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Question about variables in "for" loops

The example in Logic in Python: Around and Around reads:

my_list = ['hello', 'how', 'are', 'you']

for word in my_list:

My question is: how does Python understand that "word" is a variable that applies to the items in the my_list set? Does it matter what you put there? Is it just a stand-in that Python understands? That is, Python can see that my_list is a list of things, a list of strings, even. And so it just assumes that when you say "for foo in my_list" that whatever it is in my_list is a list of foos? Or is there some underlying syntax I'm missing?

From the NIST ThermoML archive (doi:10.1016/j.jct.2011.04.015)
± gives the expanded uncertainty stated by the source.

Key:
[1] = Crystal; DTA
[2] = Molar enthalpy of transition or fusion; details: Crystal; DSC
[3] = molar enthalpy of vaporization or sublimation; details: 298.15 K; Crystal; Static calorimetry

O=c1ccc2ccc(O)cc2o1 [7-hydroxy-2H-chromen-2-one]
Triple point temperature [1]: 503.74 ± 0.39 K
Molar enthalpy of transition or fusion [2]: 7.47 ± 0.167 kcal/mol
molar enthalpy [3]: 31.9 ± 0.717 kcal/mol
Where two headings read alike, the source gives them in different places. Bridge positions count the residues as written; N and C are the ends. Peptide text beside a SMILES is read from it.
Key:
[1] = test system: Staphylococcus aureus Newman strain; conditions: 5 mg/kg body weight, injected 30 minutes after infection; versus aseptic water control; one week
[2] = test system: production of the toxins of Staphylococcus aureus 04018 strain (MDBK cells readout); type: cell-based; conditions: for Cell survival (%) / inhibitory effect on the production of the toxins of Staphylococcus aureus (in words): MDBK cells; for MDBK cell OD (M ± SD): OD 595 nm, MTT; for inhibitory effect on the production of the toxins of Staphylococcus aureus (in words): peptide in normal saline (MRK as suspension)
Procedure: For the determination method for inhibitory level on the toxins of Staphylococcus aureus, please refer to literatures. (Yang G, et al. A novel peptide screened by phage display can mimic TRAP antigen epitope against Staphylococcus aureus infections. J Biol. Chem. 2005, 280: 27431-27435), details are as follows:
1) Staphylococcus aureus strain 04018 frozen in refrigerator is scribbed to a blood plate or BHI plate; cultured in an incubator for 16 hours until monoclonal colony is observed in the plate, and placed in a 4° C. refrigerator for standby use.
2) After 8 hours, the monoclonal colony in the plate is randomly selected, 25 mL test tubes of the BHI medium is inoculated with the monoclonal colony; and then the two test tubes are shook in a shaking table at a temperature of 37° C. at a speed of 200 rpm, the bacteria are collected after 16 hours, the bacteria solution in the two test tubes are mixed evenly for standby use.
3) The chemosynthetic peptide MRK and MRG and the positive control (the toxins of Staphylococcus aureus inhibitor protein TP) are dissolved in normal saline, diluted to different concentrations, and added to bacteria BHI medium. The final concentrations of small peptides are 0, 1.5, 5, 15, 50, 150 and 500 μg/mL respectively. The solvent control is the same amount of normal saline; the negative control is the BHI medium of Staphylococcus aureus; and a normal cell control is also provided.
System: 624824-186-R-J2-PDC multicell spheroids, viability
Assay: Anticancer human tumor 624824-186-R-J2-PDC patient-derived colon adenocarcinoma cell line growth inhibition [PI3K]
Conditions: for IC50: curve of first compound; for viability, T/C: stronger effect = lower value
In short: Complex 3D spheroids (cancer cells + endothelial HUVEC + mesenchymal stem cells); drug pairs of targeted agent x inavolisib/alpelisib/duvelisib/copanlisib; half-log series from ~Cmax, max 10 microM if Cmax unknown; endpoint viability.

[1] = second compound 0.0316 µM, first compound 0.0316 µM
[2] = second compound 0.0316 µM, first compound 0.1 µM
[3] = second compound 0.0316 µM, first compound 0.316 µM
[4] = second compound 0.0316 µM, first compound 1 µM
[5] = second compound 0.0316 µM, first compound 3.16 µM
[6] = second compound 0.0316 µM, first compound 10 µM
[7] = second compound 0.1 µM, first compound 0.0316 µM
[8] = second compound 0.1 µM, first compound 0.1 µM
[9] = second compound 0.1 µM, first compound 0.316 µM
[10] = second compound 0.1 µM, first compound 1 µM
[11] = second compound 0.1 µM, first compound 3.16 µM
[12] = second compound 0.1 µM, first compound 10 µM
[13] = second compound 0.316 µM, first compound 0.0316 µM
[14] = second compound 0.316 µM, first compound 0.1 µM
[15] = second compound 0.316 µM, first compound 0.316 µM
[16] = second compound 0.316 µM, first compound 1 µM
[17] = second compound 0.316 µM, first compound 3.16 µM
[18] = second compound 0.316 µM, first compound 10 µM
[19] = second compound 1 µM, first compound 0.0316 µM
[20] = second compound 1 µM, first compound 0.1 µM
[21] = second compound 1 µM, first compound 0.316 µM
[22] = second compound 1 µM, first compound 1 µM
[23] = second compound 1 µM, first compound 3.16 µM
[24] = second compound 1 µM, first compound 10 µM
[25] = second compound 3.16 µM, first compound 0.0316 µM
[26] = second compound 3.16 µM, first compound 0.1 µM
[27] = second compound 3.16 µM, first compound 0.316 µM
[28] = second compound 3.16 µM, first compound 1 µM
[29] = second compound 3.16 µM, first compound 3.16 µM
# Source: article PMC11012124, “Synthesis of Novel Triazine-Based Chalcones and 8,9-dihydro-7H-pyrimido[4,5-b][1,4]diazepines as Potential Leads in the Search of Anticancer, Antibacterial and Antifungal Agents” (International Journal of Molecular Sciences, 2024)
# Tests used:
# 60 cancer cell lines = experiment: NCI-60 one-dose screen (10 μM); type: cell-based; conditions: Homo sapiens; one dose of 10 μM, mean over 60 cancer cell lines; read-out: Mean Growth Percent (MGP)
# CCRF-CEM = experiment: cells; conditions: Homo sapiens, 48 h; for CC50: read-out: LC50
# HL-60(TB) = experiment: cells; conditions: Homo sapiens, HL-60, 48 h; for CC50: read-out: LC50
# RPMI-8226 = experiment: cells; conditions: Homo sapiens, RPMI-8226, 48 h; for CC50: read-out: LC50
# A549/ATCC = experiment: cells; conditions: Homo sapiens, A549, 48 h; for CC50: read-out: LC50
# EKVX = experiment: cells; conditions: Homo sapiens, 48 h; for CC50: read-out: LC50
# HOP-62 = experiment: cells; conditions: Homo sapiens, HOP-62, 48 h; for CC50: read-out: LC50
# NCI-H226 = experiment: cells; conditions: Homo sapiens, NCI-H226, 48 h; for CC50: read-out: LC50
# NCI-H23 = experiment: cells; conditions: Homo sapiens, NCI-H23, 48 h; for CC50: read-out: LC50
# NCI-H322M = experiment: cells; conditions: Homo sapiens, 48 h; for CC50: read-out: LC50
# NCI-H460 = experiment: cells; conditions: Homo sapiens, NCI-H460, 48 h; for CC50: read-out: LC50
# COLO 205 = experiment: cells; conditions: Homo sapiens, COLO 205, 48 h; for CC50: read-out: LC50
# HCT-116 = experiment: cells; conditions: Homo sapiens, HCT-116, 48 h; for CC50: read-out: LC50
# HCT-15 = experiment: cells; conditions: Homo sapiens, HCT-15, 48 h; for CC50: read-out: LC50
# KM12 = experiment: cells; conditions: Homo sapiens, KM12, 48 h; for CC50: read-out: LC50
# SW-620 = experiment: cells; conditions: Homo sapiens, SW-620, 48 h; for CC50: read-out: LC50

2 Answers

Gianmarco Mazzoran
Gianmarco Mazzoran
22,052 Points


my_list = ['first', 'second', 'third']

for thing in my_list:

the word "thing" retrieve the same result of your word "word" in the for loop. It's just naming convention. Perhaps if have a list of books my for loop would look like something like this:

for book in books:

with variables it works the same way, but returns the value stored inside the variables:

var1 = "Hi"
var2 = "how"
my_list = [var1, var2]

for thing in my_list:

the output for the loop above would be:


For Python doesn't matter what's inside your list. It's assume that is a iterable object and with the for loop go trougth every item inside your list.

Here's the documentation about it.